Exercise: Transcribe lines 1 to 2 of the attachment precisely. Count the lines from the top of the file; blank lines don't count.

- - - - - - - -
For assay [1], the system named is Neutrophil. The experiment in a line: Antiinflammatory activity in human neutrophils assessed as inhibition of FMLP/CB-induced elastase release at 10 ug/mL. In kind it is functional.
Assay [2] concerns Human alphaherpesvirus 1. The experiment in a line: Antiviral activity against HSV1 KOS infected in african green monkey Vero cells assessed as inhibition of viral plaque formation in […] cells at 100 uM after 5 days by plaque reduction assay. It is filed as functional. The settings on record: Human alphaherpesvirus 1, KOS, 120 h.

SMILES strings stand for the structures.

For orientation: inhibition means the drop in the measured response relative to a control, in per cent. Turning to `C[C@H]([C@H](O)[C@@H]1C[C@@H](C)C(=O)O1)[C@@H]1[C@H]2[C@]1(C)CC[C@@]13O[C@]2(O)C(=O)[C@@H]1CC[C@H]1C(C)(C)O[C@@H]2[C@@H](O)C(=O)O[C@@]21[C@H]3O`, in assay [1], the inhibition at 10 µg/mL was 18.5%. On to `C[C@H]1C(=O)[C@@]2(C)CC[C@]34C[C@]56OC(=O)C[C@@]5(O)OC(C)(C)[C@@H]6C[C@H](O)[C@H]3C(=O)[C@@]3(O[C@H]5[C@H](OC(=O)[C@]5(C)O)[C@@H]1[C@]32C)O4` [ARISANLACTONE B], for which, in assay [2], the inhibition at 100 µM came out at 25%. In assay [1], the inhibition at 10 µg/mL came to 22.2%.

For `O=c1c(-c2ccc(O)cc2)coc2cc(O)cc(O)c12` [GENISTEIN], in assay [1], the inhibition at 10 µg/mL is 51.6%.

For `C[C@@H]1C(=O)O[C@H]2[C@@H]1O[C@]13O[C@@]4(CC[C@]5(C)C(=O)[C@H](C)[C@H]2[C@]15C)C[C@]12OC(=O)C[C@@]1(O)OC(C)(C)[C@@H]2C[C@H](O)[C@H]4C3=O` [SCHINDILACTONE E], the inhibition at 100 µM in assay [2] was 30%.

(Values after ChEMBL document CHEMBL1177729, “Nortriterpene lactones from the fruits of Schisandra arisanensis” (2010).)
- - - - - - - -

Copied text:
For assay [1], the system named is Neutrophil. The experiment in a line: Antiinflammatory activity in human neutrophils assessed as inhibition of FMLP/CB-induced elastase release at 10 ug/mL. In kind it is functional.
Assay [2] concerns Human alphaherpesvirus 1. The experiment in a line: Antiviral activity against HSV1 KOS infected in african green monkey Vero cells assessed as inhibition of viral plaque formation in […] cells at 100 uM after 5 days by plaque reduction assay. It is filed as functional. The settings on record: Human alphaherpesvirus 1, KOS, 120 h.